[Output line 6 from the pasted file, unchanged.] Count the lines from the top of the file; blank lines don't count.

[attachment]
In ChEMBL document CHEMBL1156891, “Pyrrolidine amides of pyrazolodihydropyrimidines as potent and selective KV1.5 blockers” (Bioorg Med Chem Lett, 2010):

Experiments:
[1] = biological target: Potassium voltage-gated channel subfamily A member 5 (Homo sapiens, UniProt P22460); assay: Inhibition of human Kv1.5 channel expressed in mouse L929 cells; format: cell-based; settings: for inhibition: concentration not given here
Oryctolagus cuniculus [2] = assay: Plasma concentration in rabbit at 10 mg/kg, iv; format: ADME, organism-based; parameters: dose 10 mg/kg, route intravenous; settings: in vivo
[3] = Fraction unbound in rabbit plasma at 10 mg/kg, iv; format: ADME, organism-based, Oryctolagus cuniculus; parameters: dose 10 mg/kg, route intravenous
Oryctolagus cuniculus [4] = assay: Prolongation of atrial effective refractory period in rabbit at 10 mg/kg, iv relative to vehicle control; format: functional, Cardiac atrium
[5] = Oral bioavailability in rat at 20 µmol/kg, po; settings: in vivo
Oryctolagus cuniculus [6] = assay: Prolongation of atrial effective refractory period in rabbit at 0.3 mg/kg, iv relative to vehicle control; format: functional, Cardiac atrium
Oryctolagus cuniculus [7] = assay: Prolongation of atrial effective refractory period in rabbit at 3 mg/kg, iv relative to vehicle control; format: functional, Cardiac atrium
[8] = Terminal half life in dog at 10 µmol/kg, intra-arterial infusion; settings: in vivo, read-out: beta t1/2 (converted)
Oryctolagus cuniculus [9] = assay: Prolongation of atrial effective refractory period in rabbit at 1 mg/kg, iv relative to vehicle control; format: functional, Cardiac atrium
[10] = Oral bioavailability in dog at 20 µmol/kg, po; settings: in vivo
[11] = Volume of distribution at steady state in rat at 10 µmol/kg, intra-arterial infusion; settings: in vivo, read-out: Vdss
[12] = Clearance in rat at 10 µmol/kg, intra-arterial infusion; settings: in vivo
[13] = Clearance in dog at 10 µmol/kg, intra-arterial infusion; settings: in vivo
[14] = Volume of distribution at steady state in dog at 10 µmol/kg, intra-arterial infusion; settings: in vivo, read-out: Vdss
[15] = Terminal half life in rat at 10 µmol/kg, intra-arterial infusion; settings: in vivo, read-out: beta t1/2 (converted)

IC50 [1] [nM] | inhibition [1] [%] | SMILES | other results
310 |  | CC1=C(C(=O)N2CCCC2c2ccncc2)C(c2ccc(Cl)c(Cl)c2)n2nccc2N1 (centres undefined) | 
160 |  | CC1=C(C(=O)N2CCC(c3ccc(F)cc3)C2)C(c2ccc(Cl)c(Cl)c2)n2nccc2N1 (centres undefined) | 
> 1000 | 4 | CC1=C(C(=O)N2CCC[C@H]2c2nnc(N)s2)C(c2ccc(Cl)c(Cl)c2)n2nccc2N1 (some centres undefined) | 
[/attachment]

Oryctolagus cuniculus [4] = assay: Prolongation of atrial effective refractory period in rabbit at 10 mg/kg, iv relative to vehicle control; format: functional, Cardiac atrium